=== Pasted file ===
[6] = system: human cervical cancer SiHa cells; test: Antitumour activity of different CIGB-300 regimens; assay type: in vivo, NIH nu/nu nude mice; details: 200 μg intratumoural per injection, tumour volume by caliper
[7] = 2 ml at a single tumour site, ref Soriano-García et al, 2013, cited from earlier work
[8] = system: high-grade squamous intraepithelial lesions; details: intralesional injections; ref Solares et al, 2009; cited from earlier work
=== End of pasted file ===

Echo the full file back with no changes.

[6] = system: human cervical cancer SiHa cells; test: Antitumour activity of different CIGB-300 regimens; assay type: in vivo, NIH nu/nu nude mice; details: 200 μg intratumoural per injection, tumour volume by caliper
[7] = 2 ml at a single tumour site, ref Soriano-García et al, 2013, cited from earlier work
[8] = system: high-grade squamous intraepithelial lesions; details: intralesional injections; ref Solares et al, 2009; cited from earlier work